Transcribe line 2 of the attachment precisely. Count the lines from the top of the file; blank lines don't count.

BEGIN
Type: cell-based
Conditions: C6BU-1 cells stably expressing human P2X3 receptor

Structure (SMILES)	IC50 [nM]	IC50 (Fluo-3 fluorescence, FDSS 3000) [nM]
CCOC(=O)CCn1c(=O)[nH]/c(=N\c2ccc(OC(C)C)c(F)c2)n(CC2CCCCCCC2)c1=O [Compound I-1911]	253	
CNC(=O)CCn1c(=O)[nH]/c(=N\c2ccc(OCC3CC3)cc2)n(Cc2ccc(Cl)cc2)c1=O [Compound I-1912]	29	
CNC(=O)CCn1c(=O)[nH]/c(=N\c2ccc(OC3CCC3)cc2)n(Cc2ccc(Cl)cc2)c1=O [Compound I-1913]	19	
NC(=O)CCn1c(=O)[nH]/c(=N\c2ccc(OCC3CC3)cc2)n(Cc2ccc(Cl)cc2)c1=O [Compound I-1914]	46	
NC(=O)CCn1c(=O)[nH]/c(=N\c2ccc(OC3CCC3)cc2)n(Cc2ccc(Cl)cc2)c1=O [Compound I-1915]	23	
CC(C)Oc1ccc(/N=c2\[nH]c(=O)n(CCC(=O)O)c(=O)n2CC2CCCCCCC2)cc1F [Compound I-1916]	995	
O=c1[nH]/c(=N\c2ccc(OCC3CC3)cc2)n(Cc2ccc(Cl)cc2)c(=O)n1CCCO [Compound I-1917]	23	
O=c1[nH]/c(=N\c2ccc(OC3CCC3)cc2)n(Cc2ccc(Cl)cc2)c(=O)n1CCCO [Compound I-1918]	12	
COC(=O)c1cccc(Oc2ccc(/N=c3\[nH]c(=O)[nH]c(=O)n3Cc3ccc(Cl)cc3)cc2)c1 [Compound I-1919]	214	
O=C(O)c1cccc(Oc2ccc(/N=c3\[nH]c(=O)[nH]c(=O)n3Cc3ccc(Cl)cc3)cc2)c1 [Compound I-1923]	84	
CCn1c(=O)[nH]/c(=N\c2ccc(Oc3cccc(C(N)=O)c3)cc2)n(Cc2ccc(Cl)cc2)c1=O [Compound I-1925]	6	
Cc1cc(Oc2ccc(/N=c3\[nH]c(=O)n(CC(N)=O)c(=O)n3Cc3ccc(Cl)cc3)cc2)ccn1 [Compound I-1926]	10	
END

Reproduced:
Conditions: C6BU-1 cells stably expressing human P2X3 receptor